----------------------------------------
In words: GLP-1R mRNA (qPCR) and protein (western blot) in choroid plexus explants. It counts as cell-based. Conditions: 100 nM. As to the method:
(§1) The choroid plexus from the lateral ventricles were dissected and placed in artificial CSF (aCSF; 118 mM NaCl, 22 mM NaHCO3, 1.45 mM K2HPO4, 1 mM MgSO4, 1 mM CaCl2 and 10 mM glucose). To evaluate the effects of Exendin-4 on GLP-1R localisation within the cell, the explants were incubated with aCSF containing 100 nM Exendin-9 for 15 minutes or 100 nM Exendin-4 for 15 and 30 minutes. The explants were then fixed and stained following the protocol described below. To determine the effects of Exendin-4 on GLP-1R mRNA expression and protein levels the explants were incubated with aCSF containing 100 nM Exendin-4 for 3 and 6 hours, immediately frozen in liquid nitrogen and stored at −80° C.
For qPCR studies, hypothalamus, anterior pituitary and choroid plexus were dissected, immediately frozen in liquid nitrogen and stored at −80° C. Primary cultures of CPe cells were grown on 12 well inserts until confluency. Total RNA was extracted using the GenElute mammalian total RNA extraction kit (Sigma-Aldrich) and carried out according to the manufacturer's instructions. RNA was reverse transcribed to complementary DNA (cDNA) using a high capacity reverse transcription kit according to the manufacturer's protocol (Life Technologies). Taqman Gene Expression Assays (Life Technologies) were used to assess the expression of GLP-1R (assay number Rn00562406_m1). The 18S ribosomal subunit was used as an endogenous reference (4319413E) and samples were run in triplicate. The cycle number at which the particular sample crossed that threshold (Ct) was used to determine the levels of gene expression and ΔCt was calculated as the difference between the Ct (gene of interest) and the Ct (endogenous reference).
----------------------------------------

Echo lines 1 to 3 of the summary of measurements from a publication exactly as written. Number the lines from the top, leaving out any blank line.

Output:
In words: GLP-1R mRNA (qPCR) and protein (western blot) in choroid plexus explants. It counts as cell-based. Conditions: 100 nM. As to the method:
(§1) The choroid plexus from the lateral ventricles were dissected and placed in artificial CSF (aCSF; 118 mM NaCl, 22 mM NaHCO3, 1.45 mM K2HPO4, 1 mM MgSO4, 1 mM CaCl2 and 10 mM glucose). To evaluate the effects of Exendin-4 on GLP-1R localisation within the cell, the explants were incubated with aCSF containing 100 nM Exendin-9 for 15 minutes or 100 nM Exendin-4 for 15 and 30 minutes. The explants were then fixed and stained following the protocol described below. To determine the effects of Exendin-4 on GLP-1R mRNA expression and protein levels the explants were incubated with aCSF containing 100 nM Exendin-4 for 3 and 6 hours, immediately frozen in liquid nitrogen and stored at −80° C.
For qPCR studies, hypothalamus, anterior pituitary and choroid plexus were dissected, immediately frozen in liquid nitrogen and stored at −80° C. Primary cultures of CPe cells were grown on 12 well inserts until confluency. Total RNA was extracted using the GenElute mammalian total RNA extraction kit (Sigma-Aldrich) and carried out according to the manufacturer's instructions. RNA was reverse transcribed to complementary DNA (cDNA) using a high capacity reverse transcription kit according to the manufacturer's protocol (Life Technologies). Taqman Gene Expression Assays (Life Technologies) were used to assess the expression of GLP-1R (assay number Rn00562406_m1). The 18S ribosomal subunit was used as an endogenous reference (4319413E) and samples were run in triplicate. The cycle number at which the particular sample crossed that threshold (Ct) was used to determine the levels of gene expression and ΔCt was calculated as the difference between the Ct (gene of interest) and the Ct (endogenous reference).